BCI; Brain-computer interface; mental workload; NASA Task Load Index; NASA-TLX; Fitts’ law; EEG; electroencephalogram
We described a versatile spectrometer designed for the study of dynamic nuclear polarization (DNP) at low temperatures and high fields. The instrument functions both as an NMR spectrometer operating at 212 MHz (1H frequency) with DNP capabilities, and as a pulsed-EPR operating at 140 GHz. A coiled TE011 resonator acts as both an NMR coil and microwave resonator, and a double balanced (1H, 13C) radio frequency circuit greatly stabilizes the NMR performance. A new 140 GHz microwave bridge has also been developed, which utilizes a four-phase network and ELDOR channel at 8.75 GHz, that is then multiplied and mixed to obtain 140 GHz microwave pulses with an output power of 120 mW. Nutation frequencies obtained are as follows: 6 MHz on S = ½ electron spins, 100 kHz on 1H, and 50 kHz on 13C. We demonstrate basic EPR, ELDOR, ENDOR, and DNP experiments here. Our solid effect DNP results demonstrate an enhancement of 144 and sensitivity gain of 310 using OX063 trityl at 80 K and an enhancement of 157 and maximum sensitivity gain of 234 using Gd-DOTA at 20 K, which is significantly better performance than previously reported at high fields (>3 T).
To evaluate associations between ADHD and comorbid psychiatric disorders using research-identified incident cases of ADHD and population-based controls.
Subjects included a birth cohort of all children born 1976–1982 remaining in Rochester, MN after age five (n = 5718). Among them we identified 379 ADHD incident cases and 758 age-sex matched non-ADHD controls, passively followed to age 19 years. All psychiatric diagnoses were identified and abstracted, but only those confirmed by qualified medical professionals were included in the analysis. For each psychiatric disorder, cumulative incidence rates for subjects with and without ADHD were estimated using the Kaplan-Meier method. Corresponding hazard ratios (HR) were estimated using Cox models adjusted for gender and mother’s age and education at the subject’s birth. The association between ADHD and the likelihood of having an internalizing or externalizing disorder was summarized by estimating odds ratios (OR).
ADHD was associated with a significantly increased risk of adjustment disorders (HR=3.88), conduct/oppositional defiant disorder (HR=9.54), mood disorders (HR=3.67), anxiety disorders (HR=2.94), tic disorders (HR=6.53), eating disorders (HR=5.68), personality disorders (HR=5.80), and substance-related disorders (HR=4.03). When psychiatric comorbidities were classified on the internalization-externalization dimension, ADHD was strongly associated with coexisting internalizing/externalizing (OR=10.6), or externalizing-only (OR=10.0) disorders.
This population-based study confirms that children with ADHD are at significantly increased risk for a wide range of psychiatric disorders. Besides treating the ADHD, clinicians should identify and provide appropriate treatment for psychiatric comorbidities.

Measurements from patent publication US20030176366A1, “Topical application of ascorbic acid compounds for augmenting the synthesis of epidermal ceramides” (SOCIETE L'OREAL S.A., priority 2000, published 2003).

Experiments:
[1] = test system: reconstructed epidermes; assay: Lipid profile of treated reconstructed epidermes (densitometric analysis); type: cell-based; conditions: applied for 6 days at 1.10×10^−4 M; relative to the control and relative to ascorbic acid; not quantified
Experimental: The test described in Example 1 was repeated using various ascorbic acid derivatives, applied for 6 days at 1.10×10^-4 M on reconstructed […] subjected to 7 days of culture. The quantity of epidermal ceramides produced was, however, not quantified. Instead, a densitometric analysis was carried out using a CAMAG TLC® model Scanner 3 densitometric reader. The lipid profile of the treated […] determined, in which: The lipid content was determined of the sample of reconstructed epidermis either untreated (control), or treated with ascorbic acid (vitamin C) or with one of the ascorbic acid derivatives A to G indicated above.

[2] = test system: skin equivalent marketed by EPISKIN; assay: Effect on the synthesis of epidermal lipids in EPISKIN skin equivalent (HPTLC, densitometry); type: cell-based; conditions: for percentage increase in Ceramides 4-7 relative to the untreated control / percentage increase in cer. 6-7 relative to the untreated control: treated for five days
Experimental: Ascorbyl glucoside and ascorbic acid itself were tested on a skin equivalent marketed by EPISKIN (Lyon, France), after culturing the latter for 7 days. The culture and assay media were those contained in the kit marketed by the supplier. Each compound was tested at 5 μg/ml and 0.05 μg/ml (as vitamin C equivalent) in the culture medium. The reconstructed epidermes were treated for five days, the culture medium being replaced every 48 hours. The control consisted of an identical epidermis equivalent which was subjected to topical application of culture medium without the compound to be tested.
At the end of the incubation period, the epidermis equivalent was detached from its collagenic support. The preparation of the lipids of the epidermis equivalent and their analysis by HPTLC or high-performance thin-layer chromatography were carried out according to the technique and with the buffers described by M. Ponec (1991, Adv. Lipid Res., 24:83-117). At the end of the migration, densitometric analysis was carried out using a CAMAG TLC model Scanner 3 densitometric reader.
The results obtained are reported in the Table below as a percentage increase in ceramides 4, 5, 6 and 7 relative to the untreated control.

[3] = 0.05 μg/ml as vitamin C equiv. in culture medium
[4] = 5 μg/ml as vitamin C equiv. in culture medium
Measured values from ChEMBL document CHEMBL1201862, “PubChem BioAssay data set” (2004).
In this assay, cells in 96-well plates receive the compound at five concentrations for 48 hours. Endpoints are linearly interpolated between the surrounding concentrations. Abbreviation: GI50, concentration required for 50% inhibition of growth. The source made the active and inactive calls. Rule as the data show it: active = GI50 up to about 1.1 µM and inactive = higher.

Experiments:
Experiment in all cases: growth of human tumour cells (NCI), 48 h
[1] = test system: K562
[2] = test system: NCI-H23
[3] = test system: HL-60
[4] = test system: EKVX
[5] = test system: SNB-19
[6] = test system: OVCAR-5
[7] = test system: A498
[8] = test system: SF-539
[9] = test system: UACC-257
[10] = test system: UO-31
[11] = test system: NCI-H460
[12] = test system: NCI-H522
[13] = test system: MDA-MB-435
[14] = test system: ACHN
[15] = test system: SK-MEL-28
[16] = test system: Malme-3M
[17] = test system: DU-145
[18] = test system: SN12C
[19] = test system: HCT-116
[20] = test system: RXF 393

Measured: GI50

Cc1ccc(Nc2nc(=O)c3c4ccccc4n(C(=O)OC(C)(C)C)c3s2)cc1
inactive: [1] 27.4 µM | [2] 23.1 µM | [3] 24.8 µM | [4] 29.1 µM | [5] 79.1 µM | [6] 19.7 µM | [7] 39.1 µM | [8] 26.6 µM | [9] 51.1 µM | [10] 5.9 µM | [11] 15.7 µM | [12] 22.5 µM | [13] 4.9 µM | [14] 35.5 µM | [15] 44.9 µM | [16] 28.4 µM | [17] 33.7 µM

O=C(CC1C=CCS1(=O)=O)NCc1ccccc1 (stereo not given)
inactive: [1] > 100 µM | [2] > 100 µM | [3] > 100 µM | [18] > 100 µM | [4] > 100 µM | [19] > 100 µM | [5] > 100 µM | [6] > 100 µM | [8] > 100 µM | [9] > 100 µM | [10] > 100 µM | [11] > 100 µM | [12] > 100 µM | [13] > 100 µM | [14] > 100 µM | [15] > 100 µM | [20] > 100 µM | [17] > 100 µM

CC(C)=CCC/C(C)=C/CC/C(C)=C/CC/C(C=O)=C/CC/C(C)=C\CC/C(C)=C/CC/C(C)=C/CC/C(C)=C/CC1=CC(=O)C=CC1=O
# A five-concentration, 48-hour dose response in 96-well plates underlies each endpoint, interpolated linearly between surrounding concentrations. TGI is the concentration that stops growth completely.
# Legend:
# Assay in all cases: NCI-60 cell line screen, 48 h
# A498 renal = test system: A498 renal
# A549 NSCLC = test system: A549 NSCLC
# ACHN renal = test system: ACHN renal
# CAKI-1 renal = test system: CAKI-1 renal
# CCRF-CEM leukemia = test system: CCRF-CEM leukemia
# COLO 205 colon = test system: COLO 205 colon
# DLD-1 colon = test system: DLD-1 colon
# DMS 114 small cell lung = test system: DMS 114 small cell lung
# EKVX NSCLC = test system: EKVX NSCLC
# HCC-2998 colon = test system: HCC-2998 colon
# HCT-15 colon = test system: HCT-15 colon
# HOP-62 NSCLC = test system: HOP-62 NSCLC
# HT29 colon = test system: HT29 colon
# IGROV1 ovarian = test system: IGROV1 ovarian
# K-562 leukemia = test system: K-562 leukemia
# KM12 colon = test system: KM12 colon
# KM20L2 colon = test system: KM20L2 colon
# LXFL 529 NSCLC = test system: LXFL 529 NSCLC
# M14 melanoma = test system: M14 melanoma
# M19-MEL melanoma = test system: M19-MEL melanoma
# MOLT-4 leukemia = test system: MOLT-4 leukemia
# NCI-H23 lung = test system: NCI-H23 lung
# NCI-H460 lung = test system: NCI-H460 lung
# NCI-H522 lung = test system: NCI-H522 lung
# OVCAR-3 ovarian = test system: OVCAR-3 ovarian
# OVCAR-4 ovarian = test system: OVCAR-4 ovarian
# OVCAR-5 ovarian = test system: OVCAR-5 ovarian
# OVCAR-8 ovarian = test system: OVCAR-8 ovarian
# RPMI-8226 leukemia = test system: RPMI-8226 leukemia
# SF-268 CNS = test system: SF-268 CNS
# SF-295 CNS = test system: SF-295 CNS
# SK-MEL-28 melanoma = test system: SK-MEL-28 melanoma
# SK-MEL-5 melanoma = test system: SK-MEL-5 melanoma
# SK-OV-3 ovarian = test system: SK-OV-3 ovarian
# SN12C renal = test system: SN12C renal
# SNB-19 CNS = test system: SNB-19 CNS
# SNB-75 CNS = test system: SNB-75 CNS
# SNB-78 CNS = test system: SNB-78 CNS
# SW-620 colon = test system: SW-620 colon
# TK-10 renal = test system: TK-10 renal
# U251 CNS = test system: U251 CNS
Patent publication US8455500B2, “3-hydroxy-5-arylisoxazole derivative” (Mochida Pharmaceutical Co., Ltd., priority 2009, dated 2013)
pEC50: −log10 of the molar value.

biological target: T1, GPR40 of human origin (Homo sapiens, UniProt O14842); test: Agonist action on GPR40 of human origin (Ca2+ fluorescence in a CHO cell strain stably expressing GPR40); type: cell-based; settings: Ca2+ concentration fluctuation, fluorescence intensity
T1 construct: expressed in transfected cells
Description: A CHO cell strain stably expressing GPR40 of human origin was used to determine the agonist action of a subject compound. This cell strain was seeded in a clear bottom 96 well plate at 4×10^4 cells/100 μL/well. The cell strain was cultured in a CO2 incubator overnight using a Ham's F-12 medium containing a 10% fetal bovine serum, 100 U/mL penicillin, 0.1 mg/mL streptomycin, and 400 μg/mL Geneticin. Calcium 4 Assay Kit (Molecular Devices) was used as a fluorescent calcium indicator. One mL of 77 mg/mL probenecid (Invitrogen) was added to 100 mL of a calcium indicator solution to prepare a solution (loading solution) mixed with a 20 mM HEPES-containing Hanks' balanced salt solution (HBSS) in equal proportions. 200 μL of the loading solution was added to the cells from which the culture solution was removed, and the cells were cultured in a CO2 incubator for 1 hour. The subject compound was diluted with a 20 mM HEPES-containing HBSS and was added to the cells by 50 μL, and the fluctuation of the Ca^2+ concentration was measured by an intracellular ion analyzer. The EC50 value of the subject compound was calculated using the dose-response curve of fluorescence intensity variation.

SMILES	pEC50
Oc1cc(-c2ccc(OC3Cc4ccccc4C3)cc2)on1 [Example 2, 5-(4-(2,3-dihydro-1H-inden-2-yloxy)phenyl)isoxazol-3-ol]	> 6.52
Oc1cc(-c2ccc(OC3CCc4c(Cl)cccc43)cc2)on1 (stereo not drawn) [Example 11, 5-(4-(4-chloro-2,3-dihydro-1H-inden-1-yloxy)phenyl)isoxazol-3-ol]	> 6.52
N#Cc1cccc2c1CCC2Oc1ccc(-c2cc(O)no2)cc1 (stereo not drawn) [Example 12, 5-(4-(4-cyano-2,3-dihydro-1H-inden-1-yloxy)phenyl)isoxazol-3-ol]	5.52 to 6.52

ADD/ADHD; psychiatric practice; epidemiology
Several novel anti-influenza compounds are in various phases of clinical development. One of these, T-705 (favipiravir), has a mechanism of action that is not fully understood but is suggested to target influenza virus RNA-dependent RNA polymerase. We investigated the mechanism of T-705 activity against influenza A (H1N1) viruses by applying selective drug pressure over multiple sequential passages in MDCK cells. We found that T-705 treatment did not select specific mutations in potential target proteins, including PB1, PB2, PA, and NP. Phenotypic assays based on cell viability confirmed that no T-705-resistant variants were selected. In the presence of T-705, titers of infectious virus decreased significantly (P < 0.0001) during serial passage in MDCK cells inoculated with seasonal influenza A (H1N1) viruses at a low multiplicity of infection (MOI; 0.0001 PFU/cell) or with 2009 pandemic H1N1 viruses at a high MOI (10 PFU/cell). There was no corresponding decrease in the number of viral RNA copies; therefore, specific virus infectivity (the ratio of infectious virus yield to viral RNA copy number) was reduced. Sequence analysis showed enrichment of G→A and C→T transversion mutations, increased mutation frequency, and a shift of the nucleotide profiles of individual NP gene clones under drug selection pressure. Our results demonstrate that T-705 induces a high rate of mutation that generates a nonviable viral phenotype and that lethal mutagenesis is a key antiviral mechanism of T-705. Our findings also explain the broad spectrum of activity of T-705 against viruses of multiple families.
Highly pathogenic avian influenza (HPAI) virus H5N1 has been enzootic in Egypt since 2008. Virus-associated mortality (but not the number of cases) in humans and poultry seems to have decreased over time, but the reason for this remains unknown. We investigated the role of a single amino acid substitution in the hemagglutinin cleavage site on virus pathogenicity and transmission in chickens. The R325G substitution significantly reduced pathogenicity without altering the transmission efficiency of HPAI H5N1 virus.